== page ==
The declaration of the Great War of 1914 was met with equal enthusiasm by both communities. Local patriot and writer, Kathleen Keyes, was despondent when she found more of the town’s women enlisted for the Red Cross, as opposed to Cumann na mBan. The chairman of the National Volunteers was keen to boast of Catholic recruitment in the town. He declared that, ‘the corps had done more than the unionist of Bandon to send men to the front.’ The facts are somewhat different. There is a record of 31 Protestants and 69 Catholics casualties in the war, but in proportion to their populations, Protestant casualties were almost twice as high as Catholics in Bandon. The demographics of the town displayed a majority Catholic population for the last two centuries and the Protestant population continued to fall. Without a census during the war period, an interesting alternative was to examine Protestant church attendances, taken from the preacher books of Ballymoden and Kilbrogan. Astonishingly, within ten years from 1913-23, the annual service attendance drops by 21 per cent. When the Free State came into existence, many other Protestants left, either due to their attachment to British institutions, such as army, police or civil service. But other Protestants fled too, out of fear, uncertainty and intimidation by the IRA.
The War of Independence for Irish freedom from British rule brought a lot of collateral damage on the Protestant community in Bandon. The ‘Compensation (Ireland) Commission’ was initially established by the Irish and British governments to deal with compensation claims for civilians who suffered personal losses or criminal damage during the War of Independence and indeed truce period. It is a public document that any curious reader can access through the archives in Kew in England or now online databases due to works carried out by local historians. In my book, I have focused on the greater Bandon area claimants. It paints a graphic picture of the unsavoury side of the IRA during this period and highlights the targeting of loyalist and mainly Protestant people in the region.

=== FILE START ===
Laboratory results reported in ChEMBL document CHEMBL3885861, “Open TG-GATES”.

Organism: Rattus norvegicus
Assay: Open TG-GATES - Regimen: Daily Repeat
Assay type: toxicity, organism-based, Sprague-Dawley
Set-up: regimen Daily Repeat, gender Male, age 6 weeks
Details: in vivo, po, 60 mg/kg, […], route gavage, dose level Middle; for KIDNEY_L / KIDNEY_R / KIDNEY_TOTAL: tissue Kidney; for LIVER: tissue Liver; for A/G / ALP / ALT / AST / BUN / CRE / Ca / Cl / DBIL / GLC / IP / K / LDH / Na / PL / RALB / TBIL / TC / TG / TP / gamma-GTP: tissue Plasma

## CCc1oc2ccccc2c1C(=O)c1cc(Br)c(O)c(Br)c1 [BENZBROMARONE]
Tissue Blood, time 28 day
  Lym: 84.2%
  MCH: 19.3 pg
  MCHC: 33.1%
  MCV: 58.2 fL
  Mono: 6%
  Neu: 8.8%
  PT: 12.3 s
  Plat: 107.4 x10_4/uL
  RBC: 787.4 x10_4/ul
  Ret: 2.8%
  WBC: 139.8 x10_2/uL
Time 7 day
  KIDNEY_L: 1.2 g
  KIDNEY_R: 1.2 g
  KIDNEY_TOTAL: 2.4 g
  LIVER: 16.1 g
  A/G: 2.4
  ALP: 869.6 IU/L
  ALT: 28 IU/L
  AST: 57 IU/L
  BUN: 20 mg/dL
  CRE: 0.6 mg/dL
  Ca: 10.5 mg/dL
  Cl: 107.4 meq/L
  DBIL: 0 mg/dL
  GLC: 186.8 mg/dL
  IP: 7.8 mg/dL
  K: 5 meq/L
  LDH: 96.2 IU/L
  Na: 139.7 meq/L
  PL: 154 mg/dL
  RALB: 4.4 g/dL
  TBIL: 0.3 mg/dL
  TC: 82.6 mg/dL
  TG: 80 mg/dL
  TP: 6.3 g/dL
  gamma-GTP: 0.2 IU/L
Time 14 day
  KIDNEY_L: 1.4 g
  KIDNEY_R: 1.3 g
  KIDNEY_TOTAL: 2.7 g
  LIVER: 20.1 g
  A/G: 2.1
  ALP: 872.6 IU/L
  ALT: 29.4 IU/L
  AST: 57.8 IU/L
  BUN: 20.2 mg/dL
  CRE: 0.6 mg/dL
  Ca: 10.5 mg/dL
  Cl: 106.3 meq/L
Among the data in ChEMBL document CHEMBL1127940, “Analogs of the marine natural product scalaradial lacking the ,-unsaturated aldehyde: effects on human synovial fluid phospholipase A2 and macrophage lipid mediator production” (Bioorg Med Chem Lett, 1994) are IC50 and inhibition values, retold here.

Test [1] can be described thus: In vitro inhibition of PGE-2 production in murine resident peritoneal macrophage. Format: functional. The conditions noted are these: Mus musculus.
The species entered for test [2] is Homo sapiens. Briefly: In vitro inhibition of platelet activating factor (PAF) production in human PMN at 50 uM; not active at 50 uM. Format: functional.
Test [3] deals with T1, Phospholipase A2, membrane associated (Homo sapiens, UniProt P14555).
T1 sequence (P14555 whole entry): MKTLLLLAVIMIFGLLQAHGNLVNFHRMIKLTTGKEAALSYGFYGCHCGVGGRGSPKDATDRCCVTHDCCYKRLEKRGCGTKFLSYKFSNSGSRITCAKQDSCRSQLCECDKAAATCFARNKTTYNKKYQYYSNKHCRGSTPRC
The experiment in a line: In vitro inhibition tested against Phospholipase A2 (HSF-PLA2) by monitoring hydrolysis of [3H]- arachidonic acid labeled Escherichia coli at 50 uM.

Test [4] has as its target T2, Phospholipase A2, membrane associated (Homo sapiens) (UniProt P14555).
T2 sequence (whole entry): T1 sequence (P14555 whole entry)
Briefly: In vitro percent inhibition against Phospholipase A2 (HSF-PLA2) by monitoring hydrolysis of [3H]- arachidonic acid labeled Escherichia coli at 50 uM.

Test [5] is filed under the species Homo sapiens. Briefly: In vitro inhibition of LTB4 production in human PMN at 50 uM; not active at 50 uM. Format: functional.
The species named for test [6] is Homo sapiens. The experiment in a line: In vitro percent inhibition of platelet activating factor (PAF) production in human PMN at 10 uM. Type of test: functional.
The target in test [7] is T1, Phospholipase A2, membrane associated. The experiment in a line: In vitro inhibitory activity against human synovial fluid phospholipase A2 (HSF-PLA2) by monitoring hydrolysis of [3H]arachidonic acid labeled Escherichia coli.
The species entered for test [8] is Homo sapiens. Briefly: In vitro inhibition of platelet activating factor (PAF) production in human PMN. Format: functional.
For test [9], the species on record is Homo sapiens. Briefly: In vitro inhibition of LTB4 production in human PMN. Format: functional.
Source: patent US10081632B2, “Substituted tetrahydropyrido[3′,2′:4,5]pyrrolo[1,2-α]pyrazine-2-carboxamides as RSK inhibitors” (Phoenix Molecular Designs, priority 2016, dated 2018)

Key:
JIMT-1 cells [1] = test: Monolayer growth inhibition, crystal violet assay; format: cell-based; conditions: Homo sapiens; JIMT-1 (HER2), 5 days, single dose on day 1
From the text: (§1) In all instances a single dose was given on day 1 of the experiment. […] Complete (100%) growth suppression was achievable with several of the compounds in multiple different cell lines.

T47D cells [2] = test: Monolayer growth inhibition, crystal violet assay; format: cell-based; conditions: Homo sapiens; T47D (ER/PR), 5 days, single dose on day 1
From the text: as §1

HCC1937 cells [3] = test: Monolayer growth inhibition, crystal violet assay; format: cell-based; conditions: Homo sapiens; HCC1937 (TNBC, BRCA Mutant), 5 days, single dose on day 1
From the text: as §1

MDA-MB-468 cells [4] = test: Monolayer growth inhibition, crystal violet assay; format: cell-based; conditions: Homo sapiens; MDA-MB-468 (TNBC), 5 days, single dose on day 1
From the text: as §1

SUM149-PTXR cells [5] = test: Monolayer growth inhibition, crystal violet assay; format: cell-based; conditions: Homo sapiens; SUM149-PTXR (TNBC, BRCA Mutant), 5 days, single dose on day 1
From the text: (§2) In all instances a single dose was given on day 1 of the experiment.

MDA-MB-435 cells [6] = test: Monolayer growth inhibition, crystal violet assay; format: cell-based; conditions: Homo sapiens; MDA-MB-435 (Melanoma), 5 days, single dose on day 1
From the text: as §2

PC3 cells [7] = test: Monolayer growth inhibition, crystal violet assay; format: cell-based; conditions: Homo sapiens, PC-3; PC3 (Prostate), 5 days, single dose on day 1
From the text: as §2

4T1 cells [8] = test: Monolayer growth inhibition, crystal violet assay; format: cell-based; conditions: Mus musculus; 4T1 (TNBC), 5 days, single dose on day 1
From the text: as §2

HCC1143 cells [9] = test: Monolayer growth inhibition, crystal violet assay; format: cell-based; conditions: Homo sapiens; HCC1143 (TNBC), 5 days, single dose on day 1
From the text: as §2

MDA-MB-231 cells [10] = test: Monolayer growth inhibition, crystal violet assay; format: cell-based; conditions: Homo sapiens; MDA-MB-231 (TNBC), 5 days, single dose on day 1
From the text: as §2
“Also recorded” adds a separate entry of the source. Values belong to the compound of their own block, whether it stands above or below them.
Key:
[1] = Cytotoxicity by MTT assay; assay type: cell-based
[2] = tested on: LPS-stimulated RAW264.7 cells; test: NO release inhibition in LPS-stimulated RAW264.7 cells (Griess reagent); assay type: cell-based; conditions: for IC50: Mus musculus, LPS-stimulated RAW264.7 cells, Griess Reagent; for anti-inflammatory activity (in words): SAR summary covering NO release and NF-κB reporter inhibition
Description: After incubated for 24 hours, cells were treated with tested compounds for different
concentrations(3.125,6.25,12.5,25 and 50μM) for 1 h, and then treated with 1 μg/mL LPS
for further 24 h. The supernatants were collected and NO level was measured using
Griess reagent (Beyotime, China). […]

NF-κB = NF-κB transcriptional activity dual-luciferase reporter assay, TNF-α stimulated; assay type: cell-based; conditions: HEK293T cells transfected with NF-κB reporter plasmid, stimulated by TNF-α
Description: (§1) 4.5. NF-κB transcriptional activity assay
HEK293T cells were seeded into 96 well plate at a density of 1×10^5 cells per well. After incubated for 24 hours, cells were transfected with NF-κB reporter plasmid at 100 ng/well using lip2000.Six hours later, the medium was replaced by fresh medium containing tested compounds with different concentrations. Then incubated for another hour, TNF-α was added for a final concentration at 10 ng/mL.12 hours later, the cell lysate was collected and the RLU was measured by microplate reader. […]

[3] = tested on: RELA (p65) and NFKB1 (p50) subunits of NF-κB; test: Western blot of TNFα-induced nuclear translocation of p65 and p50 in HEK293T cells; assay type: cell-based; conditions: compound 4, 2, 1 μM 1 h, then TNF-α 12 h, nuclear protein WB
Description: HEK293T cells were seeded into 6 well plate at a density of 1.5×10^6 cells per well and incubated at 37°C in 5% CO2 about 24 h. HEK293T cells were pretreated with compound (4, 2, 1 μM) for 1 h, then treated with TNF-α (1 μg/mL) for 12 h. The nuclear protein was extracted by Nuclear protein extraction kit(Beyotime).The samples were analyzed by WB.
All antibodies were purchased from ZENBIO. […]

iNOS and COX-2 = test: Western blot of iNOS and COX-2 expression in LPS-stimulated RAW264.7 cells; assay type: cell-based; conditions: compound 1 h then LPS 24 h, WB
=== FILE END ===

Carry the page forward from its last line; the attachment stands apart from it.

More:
Intimidation on the Protestant people was quite prevalent. A combination of their loyalty to Britain, their vulnerably small numbers and economic circumstances meant they were easy targets for some in the IRA. Others were targeted for suspicion of informing. Reading through the claims, it is clear that many Bandon Protestants became civilian victims of the war. Richard Godsil was forced to sign a cheque while a gun was pointed to his head. One of the IRA men told him, ‘I would be hunted out of the country and all the other Orange dogs with me’. William Haynes claimed he was kidnapped, his cattle driven off and four tons of hay taken. The Ross brothers were prevented from selling their cattle for two years up to June 1923. Elizabeth Bradfield, whose husband had been shot as an informer in 1921, still could not sell on the family farm as late as 1925. Mary Heron, claimed her husband could not return from Canada as, ‘Republicans and bad feelings are still strong in Bandon.’
History is a fascinating subject, and the more we dig, the greater the picture we get. Read it in my new updated second edition book, ‘Behind the Wall – the rise and fall of Protestant power and culture in Bandon’, now in all good bookstores.